How long did it take to shoot Beast of Yucca Flats?

ANTHONY: We shot over a period of probably a year, or something like that. We shot weekends, 'cause I was working.

Q: But not every weekend.

ANTHONY: No, no, no. But for about a year, in '59. In fact, that's a funny story: Besides playing the Kremlin agent, there's another scene I'm in in the picture. At the end, when you see all the people chasing the Beast and looking for the kids, one of them is me -- a big fat guy. A year went by and I was hangin' around with Tor Johnson, and I gained all that weight!

Q: So you play the skinny Kremlin agent at the beginning of the picture ...

ANTHONY: And a big fat guy at the end [laughs]!

Q: Who did Tor Johnson's makeup?

ANTHONY: Larry Aten, who played the sheriff. The "scars" were toilet tissue that we wrinkled up and then pasted onto Tor. Then powder was put on, to make it look like he was really burned from the atomic blast. That atomic blast was, of course, the real thing -- stock footage. And it was hard to get at that time -- that was government footage. I forget where we acquired it, but we got it! The big flash that Tor Johnson reacts to -- we did that with the lens. We just flashed it open real quick.

Q: You only had two interiors in the movie -- a bedroom scene, with Larry Aten and the women in bed ...

ANTHONY: That was shot in Saugus, in a house almost diagonally across from the cave. Marcia Knight played the wife. And, actually, I played her husband in that scene. The actor who was supposed to come never showed up, so I played it. That's why the shot's so brief. So I played three parts in the movie.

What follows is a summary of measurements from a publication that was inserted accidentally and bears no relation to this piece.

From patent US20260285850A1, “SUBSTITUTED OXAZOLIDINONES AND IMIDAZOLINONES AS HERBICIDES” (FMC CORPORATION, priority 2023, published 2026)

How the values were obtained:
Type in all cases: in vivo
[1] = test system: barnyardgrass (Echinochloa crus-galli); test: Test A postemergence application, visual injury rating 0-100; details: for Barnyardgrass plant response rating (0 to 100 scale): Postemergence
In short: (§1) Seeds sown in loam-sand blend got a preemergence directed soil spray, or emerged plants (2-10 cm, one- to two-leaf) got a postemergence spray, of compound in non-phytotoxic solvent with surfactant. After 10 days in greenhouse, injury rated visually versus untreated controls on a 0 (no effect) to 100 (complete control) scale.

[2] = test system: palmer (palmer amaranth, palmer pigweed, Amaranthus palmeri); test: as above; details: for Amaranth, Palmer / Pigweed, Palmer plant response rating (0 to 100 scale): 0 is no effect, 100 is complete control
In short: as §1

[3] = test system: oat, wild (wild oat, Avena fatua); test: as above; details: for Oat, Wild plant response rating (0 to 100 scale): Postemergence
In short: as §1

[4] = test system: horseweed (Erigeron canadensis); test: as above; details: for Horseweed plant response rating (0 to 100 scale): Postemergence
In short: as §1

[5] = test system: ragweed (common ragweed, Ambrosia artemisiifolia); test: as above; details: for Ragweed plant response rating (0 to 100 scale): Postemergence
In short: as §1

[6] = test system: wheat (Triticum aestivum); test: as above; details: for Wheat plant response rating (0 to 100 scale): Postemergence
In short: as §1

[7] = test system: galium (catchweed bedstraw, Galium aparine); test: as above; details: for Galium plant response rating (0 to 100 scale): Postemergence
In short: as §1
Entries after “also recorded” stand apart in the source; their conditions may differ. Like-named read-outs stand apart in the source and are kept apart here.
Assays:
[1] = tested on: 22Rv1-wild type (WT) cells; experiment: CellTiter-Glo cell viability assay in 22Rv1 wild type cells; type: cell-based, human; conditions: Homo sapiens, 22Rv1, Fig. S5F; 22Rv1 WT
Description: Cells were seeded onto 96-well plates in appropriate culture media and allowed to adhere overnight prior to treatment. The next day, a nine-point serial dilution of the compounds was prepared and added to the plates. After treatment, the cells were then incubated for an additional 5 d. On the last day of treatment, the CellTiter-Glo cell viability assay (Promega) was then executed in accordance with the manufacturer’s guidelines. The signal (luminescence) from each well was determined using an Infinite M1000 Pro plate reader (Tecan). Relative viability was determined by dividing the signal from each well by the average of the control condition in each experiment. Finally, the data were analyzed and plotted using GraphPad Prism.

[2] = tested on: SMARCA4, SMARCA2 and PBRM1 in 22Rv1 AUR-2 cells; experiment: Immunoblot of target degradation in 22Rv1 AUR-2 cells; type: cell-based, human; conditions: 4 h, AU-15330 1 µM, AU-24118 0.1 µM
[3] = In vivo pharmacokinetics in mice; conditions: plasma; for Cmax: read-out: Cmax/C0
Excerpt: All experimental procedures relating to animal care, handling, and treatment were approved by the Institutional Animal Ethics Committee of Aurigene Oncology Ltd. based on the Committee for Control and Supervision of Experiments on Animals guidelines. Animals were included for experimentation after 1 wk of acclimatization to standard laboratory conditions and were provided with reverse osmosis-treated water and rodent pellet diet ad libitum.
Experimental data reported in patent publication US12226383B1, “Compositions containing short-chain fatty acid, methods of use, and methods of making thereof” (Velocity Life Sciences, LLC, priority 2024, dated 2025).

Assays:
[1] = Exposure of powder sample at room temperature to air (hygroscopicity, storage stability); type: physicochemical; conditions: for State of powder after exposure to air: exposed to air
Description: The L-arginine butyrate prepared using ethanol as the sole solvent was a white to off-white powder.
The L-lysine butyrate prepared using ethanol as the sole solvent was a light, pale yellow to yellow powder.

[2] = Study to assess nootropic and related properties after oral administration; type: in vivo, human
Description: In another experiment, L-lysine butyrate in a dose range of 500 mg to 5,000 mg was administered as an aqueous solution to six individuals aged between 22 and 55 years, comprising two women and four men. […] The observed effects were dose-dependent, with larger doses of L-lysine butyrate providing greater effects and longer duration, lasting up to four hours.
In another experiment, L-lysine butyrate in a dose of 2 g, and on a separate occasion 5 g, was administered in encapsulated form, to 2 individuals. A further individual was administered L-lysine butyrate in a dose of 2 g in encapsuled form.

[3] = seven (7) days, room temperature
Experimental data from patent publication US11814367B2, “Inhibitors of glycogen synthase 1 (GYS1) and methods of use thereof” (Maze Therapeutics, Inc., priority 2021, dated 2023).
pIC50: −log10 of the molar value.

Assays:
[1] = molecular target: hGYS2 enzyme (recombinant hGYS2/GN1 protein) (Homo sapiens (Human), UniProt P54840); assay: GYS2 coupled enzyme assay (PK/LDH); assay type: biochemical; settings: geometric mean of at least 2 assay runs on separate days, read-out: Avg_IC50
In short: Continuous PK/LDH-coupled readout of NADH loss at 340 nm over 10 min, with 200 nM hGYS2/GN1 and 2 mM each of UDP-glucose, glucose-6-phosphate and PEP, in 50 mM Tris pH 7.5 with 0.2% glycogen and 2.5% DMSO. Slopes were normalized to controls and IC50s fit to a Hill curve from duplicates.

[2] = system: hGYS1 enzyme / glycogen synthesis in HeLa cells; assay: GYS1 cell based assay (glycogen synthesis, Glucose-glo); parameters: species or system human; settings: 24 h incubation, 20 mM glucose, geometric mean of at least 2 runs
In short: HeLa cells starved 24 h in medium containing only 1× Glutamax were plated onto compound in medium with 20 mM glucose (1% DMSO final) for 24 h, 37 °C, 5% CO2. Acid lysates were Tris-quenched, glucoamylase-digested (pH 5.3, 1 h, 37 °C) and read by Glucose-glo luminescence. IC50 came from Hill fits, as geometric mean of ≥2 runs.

Q: The other interior is that very strange pre-credits sequence of a nude girl walking around her apartment and then being killed by the Beast. Why was that shot?

ANTHONY: Uh ... Coley liked nudity. That's it! [Laughs] Her name escapes me; she was an Italian girl from New York. I saw her that one time there, and that was it. She was choked by a guy who doubled for Tor Johnson. (That was obvious, right?) That scene was shot in an apartment in Van Nuys.

Q: Having the Beast rape the women -- didn't you worry that that was a little "much" for the time?

ANTHONY: No. Nah. Even though I know the [Production Code people] were down on stuff like that. It was kind of mild, because we didn't really show anything.

Q: Probably the most "ambitious" shot in the movie is the moving camera shot of the airplane chasing Douglas Mellor.

ANTHONY: We did that at the Saugus Airport. We put a camera in the back of a little tiny Ford pickup truck.

Q: In a 1964 interview, Coleman Francis said the picture cost $34,000.

ANTHONY: To be honest with you, I forget how much I spent. (Remember, it was my money, and a few other people that I got involved with it.) But it was probably about $34,000 -- that's pretty damn close. Because we had to make prints up -- I had 75 or 77 prints made of it. But back then, you could buy 'em cheap.

Q: Who taught you how to edit?

ANTHONY: I started learning how to edit and everything through a couple of editors, Lee Strosnider and Austin McKinney -- they were the two editors of Beast of Yucca Flats.

Q: According to the Beast of Yucca Flats credits, the editors are Lee Strosnider and "C. Francis."